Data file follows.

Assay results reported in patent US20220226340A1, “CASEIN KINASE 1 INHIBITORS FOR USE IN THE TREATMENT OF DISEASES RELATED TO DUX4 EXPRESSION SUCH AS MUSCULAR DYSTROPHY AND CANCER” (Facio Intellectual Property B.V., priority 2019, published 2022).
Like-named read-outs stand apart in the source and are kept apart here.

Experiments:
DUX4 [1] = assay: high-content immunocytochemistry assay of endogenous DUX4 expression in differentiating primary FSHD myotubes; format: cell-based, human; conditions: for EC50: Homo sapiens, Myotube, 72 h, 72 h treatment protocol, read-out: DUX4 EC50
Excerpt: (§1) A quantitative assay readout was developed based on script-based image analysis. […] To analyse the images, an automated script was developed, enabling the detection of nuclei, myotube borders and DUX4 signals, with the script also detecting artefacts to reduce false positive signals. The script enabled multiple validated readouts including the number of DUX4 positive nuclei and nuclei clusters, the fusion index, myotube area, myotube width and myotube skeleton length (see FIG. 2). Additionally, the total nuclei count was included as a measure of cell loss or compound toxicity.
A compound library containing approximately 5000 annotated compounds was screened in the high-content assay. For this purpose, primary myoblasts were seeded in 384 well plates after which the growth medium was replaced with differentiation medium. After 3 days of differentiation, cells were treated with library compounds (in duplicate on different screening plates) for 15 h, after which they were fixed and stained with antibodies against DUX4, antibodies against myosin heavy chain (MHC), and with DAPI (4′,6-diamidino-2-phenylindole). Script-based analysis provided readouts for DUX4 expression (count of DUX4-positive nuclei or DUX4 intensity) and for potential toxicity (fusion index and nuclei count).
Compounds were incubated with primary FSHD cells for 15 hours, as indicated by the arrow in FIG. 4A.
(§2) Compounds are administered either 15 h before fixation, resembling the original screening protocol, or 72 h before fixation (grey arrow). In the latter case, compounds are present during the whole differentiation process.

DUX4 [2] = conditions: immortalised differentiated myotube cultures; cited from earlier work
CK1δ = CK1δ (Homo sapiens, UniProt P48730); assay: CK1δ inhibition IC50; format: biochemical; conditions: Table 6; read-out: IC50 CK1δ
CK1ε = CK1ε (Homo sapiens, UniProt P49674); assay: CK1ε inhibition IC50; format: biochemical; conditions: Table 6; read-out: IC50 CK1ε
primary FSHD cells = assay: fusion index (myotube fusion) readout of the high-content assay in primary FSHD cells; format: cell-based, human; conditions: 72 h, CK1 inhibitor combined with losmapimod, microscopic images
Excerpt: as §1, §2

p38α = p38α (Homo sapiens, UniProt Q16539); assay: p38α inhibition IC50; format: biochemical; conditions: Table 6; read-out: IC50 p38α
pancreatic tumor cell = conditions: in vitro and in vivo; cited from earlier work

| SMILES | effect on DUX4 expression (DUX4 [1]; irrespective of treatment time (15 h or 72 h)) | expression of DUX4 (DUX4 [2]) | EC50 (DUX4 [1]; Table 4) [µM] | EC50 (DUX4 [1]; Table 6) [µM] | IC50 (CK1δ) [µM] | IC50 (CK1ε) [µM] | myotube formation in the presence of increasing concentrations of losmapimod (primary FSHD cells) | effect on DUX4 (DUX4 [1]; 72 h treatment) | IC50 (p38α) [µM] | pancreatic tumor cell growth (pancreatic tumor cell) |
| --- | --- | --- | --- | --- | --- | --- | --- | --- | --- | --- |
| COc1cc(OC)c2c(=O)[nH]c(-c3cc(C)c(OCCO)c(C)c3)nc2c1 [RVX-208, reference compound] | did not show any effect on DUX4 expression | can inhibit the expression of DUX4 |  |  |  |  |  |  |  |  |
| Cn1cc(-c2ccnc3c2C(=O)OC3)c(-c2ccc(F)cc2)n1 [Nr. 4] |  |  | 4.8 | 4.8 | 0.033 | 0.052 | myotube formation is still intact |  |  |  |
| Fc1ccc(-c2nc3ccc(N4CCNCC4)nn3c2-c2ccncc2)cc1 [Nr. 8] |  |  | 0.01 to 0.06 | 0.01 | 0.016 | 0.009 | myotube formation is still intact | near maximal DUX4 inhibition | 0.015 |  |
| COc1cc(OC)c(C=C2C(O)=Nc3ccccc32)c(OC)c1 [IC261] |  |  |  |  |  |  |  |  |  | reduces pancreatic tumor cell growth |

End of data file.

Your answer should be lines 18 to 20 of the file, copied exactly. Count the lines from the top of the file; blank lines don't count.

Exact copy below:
| COc1cc(OC)c2c(=O)[nH]c(-c3cc(C)c(OCCO)c(C)c3)nc2c1 [RVX-208, reference compound] | did not show any effect on DUX4 expression | can inhibit the expression of DUX4 |  |  |  |  |  |  |  |  |
| Cn1cc(-c2ccnc3c2C(=O)OC3)c(-c2ccc(F)cc2)n1 [Nr. 4] |  |  | 4.8 | 4.8 | 0.033 | 0.052 | myotube formation is still intact |  |  |  |
| Fc1ccc(-c2nc3ccc(N4CCNCC4)nn3c2-c2ccncc2)cc1 [Nr. 8] |  |  | 0.01 to 0.06 | 0.01 | 0.016 | 0.009 | myotube formation is still intact | near maximal DUX4 inhibition | 0.015 |  |